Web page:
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Q+A Pelé

The 64-year-old is the subject of Pelé Eterno, which made its U.S. premiere at the Museum of Modern Art in July.


SI: The film begins, "The most famous man in the entire world is the Brazilian Pelé." Do you feel that's true?

Pelé: No, I don't feel it. I am sure! Pelé is connected with the biggest sport in the world. Football is the biggest family in the world.

SI: What is it like seeing footage of yourself so young?

Pelé: I get moments where I cry because I don't remember some goals. The first goal I scored in Maracana [a stadium in Rio de Janeiro] against Argentina, I was 16. I said, "My God, where did you find this goal? I am not this guy. This is a short guy, a very thin guy."

SI: How was playing in the 1958 World Cup in Sweden?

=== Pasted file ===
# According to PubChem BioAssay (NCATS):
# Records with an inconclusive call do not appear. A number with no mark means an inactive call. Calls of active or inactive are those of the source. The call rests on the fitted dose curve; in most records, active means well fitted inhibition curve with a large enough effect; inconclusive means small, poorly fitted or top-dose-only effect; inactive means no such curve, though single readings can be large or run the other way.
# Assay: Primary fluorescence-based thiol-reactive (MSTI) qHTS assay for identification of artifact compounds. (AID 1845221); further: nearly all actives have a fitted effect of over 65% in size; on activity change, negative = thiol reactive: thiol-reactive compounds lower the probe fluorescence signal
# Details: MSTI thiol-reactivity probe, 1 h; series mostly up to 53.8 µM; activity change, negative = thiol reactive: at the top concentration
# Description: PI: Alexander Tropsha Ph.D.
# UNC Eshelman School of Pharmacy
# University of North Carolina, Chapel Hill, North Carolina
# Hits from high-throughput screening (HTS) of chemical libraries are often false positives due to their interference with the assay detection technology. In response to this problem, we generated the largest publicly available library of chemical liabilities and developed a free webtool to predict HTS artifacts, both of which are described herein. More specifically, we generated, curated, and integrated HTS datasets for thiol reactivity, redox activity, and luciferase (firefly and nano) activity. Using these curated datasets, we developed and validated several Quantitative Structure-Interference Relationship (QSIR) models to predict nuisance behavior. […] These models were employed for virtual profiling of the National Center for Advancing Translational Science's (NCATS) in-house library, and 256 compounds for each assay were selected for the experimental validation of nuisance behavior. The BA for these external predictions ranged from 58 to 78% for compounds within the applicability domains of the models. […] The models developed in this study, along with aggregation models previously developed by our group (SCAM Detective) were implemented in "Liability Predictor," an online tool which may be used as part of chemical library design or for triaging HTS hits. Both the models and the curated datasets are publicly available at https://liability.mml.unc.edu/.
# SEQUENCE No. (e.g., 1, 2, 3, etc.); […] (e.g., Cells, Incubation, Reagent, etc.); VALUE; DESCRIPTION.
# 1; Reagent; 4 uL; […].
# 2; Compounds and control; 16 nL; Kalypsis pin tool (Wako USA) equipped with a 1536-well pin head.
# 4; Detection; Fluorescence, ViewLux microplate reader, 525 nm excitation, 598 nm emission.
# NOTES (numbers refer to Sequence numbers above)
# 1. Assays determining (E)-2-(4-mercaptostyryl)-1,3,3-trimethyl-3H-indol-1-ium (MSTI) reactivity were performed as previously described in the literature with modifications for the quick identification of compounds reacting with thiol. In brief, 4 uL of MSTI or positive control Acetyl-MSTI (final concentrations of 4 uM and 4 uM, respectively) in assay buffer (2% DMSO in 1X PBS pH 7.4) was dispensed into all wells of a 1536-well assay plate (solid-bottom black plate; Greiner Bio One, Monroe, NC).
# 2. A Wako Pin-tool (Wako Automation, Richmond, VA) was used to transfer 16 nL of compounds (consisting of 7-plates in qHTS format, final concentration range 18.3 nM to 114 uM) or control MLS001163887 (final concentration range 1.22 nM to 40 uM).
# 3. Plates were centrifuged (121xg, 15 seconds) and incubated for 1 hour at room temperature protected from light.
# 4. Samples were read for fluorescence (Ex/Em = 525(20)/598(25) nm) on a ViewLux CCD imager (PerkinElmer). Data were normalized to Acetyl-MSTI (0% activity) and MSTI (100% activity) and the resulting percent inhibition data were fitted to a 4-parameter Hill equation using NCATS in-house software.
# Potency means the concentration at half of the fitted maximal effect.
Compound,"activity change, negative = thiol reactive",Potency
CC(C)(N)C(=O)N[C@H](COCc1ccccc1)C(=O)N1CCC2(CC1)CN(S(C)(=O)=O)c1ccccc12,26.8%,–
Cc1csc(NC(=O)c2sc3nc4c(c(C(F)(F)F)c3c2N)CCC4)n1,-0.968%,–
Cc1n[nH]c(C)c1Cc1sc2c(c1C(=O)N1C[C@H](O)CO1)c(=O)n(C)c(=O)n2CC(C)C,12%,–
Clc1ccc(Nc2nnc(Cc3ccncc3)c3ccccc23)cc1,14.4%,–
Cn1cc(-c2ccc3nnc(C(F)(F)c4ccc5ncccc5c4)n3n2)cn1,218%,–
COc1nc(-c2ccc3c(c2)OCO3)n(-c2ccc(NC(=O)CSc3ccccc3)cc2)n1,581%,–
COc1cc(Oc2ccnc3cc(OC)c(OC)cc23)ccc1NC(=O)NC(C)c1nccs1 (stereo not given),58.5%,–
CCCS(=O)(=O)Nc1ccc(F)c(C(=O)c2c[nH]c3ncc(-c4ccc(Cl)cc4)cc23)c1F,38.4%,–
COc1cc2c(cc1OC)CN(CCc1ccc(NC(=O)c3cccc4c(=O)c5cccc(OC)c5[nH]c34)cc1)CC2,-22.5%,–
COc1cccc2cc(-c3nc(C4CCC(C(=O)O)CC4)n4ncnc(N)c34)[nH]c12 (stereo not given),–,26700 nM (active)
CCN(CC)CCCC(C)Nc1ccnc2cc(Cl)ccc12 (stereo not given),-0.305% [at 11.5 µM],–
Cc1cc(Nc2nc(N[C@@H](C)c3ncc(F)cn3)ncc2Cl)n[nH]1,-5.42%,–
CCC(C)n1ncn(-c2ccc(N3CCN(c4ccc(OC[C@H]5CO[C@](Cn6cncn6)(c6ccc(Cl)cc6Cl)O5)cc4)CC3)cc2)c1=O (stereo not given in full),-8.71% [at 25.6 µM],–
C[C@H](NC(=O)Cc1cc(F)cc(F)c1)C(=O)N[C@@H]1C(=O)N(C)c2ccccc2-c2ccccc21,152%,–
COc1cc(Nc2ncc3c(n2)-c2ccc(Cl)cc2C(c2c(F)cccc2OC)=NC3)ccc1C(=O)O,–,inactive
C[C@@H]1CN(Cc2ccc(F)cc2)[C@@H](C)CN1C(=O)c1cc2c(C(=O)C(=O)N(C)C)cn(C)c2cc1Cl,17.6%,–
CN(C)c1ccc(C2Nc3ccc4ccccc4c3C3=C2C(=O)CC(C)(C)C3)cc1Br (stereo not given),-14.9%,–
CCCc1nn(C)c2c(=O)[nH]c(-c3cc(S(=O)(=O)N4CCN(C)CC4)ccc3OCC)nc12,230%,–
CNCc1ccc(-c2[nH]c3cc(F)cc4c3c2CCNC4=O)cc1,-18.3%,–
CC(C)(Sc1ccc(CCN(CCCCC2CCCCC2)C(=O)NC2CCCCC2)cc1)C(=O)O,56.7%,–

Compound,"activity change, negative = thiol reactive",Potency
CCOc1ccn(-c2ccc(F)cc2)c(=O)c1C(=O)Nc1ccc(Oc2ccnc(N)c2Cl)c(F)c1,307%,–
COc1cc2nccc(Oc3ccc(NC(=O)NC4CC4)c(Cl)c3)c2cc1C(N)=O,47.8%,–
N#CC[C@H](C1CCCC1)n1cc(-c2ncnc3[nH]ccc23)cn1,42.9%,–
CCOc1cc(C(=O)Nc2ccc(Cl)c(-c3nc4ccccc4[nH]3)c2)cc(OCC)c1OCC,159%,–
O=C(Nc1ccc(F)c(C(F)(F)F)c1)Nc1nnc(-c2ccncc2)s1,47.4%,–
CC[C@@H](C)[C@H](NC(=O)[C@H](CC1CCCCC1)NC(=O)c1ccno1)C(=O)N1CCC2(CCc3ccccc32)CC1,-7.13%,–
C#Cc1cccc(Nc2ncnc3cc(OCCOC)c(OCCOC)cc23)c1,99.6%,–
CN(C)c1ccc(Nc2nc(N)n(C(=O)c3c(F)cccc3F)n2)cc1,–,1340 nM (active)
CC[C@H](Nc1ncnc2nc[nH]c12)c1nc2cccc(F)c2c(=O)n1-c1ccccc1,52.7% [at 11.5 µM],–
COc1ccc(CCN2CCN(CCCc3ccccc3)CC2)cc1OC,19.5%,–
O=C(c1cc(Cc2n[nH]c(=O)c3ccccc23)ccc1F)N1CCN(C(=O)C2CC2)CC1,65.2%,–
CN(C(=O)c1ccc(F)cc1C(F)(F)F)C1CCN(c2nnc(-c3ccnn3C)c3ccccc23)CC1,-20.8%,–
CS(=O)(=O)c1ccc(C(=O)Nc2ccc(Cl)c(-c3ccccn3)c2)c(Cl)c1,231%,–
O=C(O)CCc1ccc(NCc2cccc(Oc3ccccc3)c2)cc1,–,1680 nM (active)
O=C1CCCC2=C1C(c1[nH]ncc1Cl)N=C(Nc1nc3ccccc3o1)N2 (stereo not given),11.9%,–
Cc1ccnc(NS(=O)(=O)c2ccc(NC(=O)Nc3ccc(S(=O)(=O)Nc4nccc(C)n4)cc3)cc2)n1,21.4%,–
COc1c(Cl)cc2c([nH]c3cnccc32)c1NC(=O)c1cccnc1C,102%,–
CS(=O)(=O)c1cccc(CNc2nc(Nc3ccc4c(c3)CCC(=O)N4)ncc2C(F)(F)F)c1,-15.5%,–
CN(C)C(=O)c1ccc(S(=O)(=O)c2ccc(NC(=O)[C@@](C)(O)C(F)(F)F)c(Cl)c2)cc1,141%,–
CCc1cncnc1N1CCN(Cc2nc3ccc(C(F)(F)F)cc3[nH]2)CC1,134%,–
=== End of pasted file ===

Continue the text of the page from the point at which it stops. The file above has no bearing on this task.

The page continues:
Pelé: Amazing. It was my first time traveling outside of Brazil. We were at a hotel that had a beautiful lake. And all the girls were topless! I was 17 years old, and I ran past hiding my eyes. I didn't want to look because it's not good for training. [Laughs.]

SI: You've said that if you were not a soccer player, you would be an actor.

Pelé: Yes, but when I was young I wanted to be a pilot. Now I travel more than any pilot.

SI: Is there a person you haven't met on your travels, but would like to?

Pelé: Of the people I've met, I was struck with Martin Luther King. And Nelson Mandela. I had the opportunity to stay with him. But the one who I did not have the opportunity to talk with was Gandhi. I am sorry I did not meet him.

SI: How do you feel about getting older?

Pelé: I have a joke about aging. I was born in a town called Three Hearts. I tell everybody I am a man of three hearts. That means I'm going to last 200 years. Be prepared to follow me. --Richard Deitsch